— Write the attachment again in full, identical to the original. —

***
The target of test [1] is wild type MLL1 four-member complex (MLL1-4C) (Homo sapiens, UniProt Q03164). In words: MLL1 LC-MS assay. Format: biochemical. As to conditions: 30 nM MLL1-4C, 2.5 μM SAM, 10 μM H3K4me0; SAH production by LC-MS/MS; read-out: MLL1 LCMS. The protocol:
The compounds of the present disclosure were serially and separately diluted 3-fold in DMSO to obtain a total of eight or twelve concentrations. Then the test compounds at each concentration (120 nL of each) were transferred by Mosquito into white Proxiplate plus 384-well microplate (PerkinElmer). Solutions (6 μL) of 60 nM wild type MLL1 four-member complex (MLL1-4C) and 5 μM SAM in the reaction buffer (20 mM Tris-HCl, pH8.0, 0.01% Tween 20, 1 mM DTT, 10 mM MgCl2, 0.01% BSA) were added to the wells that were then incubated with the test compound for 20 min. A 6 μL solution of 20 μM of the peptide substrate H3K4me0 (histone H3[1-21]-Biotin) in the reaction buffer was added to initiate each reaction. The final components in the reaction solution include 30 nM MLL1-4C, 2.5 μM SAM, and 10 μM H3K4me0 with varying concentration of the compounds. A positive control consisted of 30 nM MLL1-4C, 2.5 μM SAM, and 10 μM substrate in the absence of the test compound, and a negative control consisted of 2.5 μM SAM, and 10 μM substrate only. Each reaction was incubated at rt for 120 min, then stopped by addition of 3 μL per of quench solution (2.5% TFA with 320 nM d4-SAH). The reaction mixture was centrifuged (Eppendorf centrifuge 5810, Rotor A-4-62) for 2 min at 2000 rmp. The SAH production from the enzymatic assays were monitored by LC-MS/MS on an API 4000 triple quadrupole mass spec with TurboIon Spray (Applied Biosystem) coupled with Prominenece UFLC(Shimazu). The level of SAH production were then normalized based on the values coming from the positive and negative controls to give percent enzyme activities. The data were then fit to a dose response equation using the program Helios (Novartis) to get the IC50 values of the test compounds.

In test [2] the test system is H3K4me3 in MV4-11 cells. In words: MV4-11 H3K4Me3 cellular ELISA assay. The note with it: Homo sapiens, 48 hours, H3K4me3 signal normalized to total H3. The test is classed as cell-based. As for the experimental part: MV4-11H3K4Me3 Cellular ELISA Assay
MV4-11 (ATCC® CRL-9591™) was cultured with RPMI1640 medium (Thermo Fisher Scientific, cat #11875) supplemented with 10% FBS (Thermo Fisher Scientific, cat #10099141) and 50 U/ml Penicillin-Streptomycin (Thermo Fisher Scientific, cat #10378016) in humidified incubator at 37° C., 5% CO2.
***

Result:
The target of test [1] is wild type MLL1 four-member complex (MLL1-4C) (Homo sapiens, UniProt Q03164). In words: MLL1 LC-MS assay. Format: biochemical. As to conditions: 30 nM MLL1-4C, 2.5 μM SAM, 10 μM H3K4me0; SAH production by LC-MS/MS; read-out: MLL1 LCMS. The protocol:
The compounds of the present disclosure were serially and separately diluted 3-fold in DMSO to obtain a total of eight or twelve concentrations. Then the test compounds at each concentration (120 nL of each) were transferred by Mosquito into white Proxiplate plus 384-well microplate (PerkinElmer). Solutions (6 μL) of 60 nM wild type MLL1 four-member complex (MLL1-4C) and 5 μM SAM in the reaction buffer (20 mM Tris-HCl, pH8.0, 0.01% Tween 20, 1 mM DTT, 10 mM MgCl2, 0.01% BSA) were added to the wells that were then incubated with the test compound for 20 min. A 6 μL solution of 20 μM of the peptide substrate H3K4me0 (histone H3[1-21]-Biotin) in the reaction buffer was added to initiate each reaction. The final components in the reaction solution include 30 nM MLL1-4C, 2.5 μM SAM, and 10 μM H3K4me0 with varying concentration of the compounds. A positive control consisted of 30 nM MLL1-4C, 2.5 μM SAM, and 10 μM substrate in the absence of the test compound, and a negative control consisted of 2.5 μM SAM, and 10 μM substrate only. Each reaction was incubated at rt for 120 min, then stopped by addition of 3 μL per of quench solution (2.5% TFA with 320 nM d4-SAH). The reaction mixture was centrifuged (Eppendorf centrifuge 5810, Rotor A-4-62) for 2 min at 2000 rmp. The SAH production from the enzymatic assays were monitored by LC-MS/MS on an API 4000 triple quadrupole mass spec with TurboIon Spray (Applied Biosystem) coupled with Prominenece UFLC(Shimazu). The level of SAH production were then normalized based on the values coming from the positive and negative controls to give percent enzyme activities. The data were then fit to a dose response equation using the program Helios (Novartis) to get the IC50 values of the test compounds.

In test [2] the test system is H3K4me3 in MV4-11 cells. In words: MV4-11 H3K4Me3 cellular ELISA assay. The note with it: Homo sapiens, 48 hours, H3K4me3 signal normalized to total H3. The test is classed as cell-based. As for the experimental part: MV4-11H3K4Me3 Cellular ELISA Assay
MV4-11 (ATCC® CRL-9591™) was cultured with RPMI1640 medium (Thermo Fisher Scientific, cat #11875) supplemented with 10% FBS (Thermo Fisher Scientific, cat #10099141) and 50 U/ml Penicillin-Streptomycin (Thermo Fisher Scientific, cat #10378016) in humidified incubator at 37° C., 5% CO2.